To train Filipino animators and game developers, the IBPAP and the Technical Education and Skills Development Authority (TESDA) have forged an agreement with the Korean government. Such training programs got the Korean International Cooperation Agency (KOICA) and the Korean Chamber of Commerce and Industry (KCCI) tunder the International Cooperation Program of the Government of Korea o sponsor the initiative.

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  2. Bright Future Ahead Philippine Game Development

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    If Filipino video game developers rise to the challenge, the Philippines has the potential to seize the bigger share of the projected US$30 billion the video game development sector in the Asia-Pacific region will likely generate by 2016.

    The country reportedly has earned US$70 million from late 2011 to early 2012 alone based in the latest study conducted by Ovum. Viewing the talent force breakdown, five percent belongs to console game services and another 15 percent specializes on quality assurance (QA), game design consulting and game community support. Around 80 percent focus in mobile and social games development.

    But the country’s Game Development Association has high expectations to the gaming industry of the Philippines. While commending the country’s best two years so far, Alvin Juban, the president of the same group, believes there’s a lot that needs to be done to excel in this sector.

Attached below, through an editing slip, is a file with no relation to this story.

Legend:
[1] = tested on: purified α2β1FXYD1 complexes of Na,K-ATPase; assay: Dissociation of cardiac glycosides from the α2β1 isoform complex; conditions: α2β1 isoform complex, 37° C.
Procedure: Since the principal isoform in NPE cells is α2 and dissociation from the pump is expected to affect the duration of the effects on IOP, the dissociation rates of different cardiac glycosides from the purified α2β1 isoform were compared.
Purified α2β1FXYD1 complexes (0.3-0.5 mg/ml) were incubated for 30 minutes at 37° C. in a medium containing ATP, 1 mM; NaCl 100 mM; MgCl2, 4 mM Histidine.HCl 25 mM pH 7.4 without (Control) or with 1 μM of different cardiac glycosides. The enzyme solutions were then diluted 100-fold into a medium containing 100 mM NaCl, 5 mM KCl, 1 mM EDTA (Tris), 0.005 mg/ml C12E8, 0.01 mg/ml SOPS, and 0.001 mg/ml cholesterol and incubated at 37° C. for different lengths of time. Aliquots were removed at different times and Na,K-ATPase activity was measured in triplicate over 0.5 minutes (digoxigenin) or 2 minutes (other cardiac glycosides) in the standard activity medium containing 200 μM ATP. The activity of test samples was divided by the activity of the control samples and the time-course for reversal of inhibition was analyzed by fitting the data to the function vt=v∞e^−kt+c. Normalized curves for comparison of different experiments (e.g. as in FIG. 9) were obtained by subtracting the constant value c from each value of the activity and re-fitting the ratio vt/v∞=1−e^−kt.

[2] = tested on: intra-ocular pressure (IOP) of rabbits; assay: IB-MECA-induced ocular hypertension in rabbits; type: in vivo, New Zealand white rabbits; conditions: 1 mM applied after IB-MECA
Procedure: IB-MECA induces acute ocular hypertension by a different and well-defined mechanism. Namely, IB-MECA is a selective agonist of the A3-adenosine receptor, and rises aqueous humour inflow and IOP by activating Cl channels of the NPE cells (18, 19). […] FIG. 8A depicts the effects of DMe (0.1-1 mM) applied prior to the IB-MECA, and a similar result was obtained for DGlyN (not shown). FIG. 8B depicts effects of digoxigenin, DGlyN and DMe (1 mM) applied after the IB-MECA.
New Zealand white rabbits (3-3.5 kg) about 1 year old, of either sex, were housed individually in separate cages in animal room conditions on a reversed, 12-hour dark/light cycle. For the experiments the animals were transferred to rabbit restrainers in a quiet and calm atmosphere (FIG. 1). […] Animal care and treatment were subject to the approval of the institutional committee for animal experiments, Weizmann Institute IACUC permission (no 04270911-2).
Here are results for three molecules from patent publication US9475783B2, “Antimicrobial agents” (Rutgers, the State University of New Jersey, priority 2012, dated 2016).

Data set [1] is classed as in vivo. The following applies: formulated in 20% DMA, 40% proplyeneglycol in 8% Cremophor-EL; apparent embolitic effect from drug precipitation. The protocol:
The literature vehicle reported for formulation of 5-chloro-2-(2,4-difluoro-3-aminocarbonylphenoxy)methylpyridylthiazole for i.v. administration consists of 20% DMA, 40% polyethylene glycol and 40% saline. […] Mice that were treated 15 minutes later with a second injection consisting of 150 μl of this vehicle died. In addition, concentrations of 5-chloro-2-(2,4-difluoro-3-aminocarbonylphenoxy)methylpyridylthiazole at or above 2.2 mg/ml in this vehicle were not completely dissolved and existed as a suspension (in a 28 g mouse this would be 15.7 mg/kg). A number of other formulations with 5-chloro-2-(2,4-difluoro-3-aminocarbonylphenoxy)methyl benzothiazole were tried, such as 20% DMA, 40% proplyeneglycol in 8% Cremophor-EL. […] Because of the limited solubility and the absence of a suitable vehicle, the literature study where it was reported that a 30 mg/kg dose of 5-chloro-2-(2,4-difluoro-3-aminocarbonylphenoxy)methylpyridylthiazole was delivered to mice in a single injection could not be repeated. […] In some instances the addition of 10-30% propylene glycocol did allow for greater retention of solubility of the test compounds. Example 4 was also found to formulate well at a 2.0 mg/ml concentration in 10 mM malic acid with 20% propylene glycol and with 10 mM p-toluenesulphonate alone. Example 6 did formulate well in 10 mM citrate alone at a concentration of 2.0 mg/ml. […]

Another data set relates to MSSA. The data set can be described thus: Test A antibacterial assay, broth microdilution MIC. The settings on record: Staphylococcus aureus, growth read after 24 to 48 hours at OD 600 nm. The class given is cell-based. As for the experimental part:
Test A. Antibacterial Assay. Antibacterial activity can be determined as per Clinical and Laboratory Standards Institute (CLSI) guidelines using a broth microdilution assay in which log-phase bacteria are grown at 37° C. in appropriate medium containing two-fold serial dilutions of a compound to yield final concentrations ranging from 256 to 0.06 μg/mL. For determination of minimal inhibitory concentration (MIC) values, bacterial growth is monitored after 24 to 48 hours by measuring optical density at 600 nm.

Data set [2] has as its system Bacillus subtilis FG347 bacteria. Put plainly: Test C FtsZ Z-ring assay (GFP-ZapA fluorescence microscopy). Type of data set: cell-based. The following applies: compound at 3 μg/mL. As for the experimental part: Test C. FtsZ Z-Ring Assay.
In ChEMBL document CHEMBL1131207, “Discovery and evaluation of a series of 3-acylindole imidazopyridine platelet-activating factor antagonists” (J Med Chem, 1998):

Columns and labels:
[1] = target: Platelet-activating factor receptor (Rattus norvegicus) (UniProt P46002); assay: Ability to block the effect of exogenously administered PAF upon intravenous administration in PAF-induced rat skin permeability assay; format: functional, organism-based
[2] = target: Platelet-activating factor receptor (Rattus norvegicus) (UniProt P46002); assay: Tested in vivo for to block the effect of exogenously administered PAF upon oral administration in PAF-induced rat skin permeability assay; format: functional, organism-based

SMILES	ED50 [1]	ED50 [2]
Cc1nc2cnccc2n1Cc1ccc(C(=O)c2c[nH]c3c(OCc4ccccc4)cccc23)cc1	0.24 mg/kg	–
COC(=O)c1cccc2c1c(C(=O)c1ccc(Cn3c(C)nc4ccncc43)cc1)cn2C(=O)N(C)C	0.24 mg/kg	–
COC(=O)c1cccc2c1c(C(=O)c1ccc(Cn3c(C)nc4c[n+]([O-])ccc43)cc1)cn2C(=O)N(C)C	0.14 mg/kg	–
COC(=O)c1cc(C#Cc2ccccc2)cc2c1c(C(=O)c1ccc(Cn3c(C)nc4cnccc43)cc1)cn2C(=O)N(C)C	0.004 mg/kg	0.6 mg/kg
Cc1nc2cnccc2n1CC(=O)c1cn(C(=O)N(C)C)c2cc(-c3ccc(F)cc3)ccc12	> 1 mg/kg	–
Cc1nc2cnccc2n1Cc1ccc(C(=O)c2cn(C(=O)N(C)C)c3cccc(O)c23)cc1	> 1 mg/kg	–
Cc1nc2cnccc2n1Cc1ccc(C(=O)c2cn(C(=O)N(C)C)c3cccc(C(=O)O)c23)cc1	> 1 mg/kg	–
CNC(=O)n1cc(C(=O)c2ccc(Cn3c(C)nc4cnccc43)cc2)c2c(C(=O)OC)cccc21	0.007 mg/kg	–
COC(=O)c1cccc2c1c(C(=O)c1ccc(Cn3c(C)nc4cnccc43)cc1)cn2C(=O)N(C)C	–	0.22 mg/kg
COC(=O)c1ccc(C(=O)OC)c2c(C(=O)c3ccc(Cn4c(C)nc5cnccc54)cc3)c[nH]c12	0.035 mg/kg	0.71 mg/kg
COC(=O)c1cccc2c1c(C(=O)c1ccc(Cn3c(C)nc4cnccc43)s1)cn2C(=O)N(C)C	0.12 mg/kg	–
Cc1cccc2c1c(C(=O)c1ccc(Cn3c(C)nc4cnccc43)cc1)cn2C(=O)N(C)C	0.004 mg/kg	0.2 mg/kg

In an article, Juban said that the country has experienced its best two years of work even there were gaps between projects. He added that “Now, what happens is when you end a project, you receive two, which is a good sign.”

    The Game Development Association of the Philippines said that there are an estimated 3,000 game developers working in the industry who represent around 60 companies.

    While many Filipinos are already outstanding in programming and providing other IT development services, game development is a tough area that requires developers to be excellent and proficient in math and physics.

    Not only good but very good grasp of physics and math concepts will set a high-value game development talent from the rest. Usually these programmers are self-taught and have the drive to study on their own. Currently, there are few schools that offer game design and development courses and De La Salle-College of Saint Benilde is just one.

    But other careers available for game development enthusiasts include Java developers, iOS, Android, C++, PHP and MySQL developers. Actionscript developers are also highly in demand yet very rare to find these days.

    For the more creative-leaning without programming skills, game designing is one career that can be pursued. Neither a programmer nor an artist, but the game designer need to be knowledgeable of video games, game play and writing the game. Game producers and sound engineers are also vital roles needed to produce a video game service.

    The industry has a very low attrition rate, noted Juban, simply because game developers often love playing games, making them stay longer to their jobs. Juban noted that Philippines fiercest rival in the industry is China, next is Singapore, Malaysia and Vietnam.